To answer the first question: Yes, there is evidence that may lead to contradict the perpetual virginity of Mary, however this evidence is not conclusive. To answer the second question is also to complement the first: Catholic and Orthodox traditions have adhered to this belief, this belief does not contradict the scriptures (so, these churches are not reacting against the evidence).
There are numerous references to the brothers of Jesus: Matthew 13:55; Mark 6:3.
The exact meaning of those verses is still debated.
There are three main theories:
- That those "brothers" are actually sons of Mary and Joseph.
- That they are stepbrothers of Jesus, i.e. sons of Joseph of a previous marriage.
- Finally, that by "brothers" they mean cousins or other relatives
The adherents of the first theory understand naturally the references to these brothers as sons of Mary. According to the theory, this is the intent of the evangelist in Matthew 1:25 and in Luke 2:7. More information could be found in Did Jesus have any brothers and/or sisters?
There has been a debate on the translation of "until" in Matthew 1:25 and on the implications of the word "firstborn" in Luke 2:7 and in Matthew 1:25.
"Until" has clearly many meanings trhough the scripture. There are extensive examples and some of them can be read in the article Brothers and Sisters of Jesus, under Objection 4. I will only point one example to explain that "until" has no clear meaning. In 1 Timothy 4:13 Paul is instructing Timothy to teach "until" he returns, but it is not meant that Timothy should stop doing that after Paul's visit.
To clear the point, the word until is εως. The Septuagint says in Matthew 1:25
καὶ οὐκ ἐγίνωσκεν αὐτὴν ἕως [οὗ] ἔτεκεν υἱόν [...]
and Stephanus' New Testament
και ουκ εγινωσκεν αυτην εως ου ετεκεν τον υιον
which can mean that he [Joshep] had not consummated the marriage until she gave birth to a son, or that he had not consummated the marriage when she gave birth to a son. In other words, this verse can be interpreted in two ways: Joseph had not consummated the marriage when Jesus was born and he consummated it afterwards or that he hadn't consummated the marriage when Jesus was born (and nothing is inferred about the future consummation of the marriage).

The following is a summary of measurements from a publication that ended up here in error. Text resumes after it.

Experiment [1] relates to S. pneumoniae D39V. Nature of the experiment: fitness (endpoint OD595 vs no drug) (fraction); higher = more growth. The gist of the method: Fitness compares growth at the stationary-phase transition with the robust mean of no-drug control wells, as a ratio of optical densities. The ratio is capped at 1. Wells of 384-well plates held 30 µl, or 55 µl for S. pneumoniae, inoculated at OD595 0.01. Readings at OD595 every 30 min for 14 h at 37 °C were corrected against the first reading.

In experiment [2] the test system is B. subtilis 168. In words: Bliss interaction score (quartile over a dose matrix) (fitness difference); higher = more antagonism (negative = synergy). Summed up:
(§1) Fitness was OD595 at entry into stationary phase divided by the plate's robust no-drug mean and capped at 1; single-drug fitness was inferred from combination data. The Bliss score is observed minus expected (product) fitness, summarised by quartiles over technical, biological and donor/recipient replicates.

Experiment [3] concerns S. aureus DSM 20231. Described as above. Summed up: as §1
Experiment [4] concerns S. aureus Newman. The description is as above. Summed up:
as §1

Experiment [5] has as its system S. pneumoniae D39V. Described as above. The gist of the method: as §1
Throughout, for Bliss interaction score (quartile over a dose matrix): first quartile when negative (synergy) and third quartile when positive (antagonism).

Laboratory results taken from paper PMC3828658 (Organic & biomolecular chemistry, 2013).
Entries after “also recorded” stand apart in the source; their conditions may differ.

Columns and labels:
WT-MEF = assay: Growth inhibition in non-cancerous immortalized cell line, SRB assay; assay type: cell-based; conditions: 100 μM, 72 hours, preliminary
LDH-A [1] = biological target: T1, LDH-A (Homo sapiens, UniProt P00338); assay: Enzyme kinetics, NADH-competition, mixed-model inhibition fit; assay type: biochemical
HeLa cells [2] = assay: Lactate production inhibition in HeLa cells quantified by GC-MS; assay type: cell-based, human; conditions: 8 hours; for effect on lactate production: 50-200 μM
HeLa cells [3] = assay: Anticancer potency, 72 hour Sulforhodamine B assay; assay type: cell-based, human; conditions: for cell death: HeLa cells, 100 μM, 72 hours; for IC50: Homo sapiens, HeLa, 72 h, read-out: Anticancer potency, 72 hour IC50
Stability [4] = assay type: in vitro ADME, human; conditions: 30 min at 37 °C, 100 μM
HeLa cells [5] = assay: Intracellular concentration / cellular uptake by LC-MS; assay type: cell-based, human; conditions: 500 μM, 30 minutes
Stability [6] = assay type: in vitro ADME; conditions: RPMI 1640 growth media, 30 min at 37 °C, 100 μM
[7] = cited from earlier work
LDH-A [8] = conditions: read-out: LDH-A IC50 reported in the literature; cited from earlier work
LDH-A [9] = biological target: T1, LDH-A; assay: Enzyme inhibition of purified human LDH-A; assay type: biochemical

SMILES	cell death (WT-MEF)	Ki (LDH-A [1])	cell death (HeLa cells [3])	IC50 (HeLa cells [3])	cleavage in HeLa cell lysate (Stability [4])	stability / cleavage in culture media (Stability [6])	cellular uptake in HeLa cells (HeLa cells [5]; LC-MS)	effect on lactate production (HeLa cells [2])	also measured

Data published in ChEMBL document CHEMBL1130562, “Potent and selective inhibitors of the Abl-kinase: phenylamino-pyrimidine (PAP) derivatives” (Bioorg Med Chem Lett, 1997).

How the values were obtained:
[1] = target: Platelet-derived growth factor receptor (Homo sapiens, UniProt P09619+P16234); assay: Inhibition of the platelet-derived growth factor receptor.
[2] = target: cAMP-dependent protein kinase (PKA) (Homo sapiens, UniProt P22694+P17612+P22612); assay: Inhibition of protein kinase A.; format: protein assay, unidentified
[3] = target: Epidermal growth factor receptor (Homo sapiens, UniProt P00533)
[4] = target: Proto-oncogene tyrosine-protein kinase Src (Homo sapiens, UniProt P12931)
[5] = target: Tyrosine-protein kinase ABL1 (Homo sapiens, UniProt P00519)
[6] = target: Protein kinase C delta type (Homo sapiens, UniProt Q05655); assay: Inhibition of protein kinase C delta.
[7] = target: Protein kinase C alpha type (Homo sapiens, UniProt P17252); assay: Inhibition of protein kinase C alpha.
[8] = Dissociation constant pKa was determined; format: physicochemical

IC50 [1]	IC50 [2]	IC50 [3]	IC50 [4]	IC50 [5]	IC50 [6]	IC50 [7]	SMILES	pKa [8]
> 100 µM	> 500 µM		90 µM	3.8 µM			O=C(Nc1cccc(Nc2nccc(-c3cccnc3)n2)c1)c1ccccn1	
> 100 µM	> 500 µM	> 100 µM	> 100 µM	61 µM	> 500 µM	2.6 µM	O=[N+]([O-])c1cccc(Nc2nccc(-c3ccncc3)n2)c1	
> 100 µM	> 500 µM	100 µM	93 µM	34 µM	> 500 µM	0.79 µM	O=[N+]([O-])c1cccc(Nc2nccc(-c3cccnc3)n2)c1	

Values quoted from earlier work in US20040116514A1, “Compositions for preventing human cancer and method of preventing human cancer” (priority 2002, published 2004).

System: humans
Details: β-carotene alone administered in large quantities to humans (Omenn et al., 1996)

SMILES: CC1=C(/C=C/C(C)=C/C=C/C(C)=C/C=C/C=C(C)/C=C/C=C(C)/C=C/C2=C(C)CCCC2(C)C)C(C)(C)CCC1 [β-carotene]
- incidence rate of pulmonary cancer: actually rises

The "firstborn" refers to the privileged position of the firstborn, and it is almost impossible to conclude from there that Mary had other sons, as @Waggers already pointed out.
In favor of the second theory I quote bibleinfo again:
Oriental family ethics would not permit younger brothers to taunt or
otherwise meddle with an older brother as Jesus' brothers taunted Him
(see Mark 3:31; John 7:3-4).
In favor of the third theory there is the conjecture that "brothers" actually mean close relatives becase the word used in Matthew 27:56 is αδελφοι. The septuagint uses exactly the same word for Lot in Gen 13:18 and Gen 14:14-16. Abraham and Lot are not brothers (sons of the same mother), so the argument is non-conclusive, it is unclear if "brothers" means sons of Mary or relatives.
Finally, Mary indeed could have remained a virgin. Peter Turner has already stated that:
When Jesus is dying on the Cross (in John's gospel), He instructs His
beloved disciple and he takes to take Mary into his house. If she
truly had other sons, that would be moot point for the other sons
would have been there to take care of her.
And this should be even more strange taking into account that James, the brother of the Lord was still alive (Gal 1:19).
And one more logical argument from the Jewish sages: it is held that a life of sexual abstinence was imposed on Moses after receiving the Torah. If Moses abstained from knowing his wife after an external encounter with God, is it strange to expect abstinence from a young lady that was filled with the Spirit of God as to conceive a son of Him(Luke 1:35)?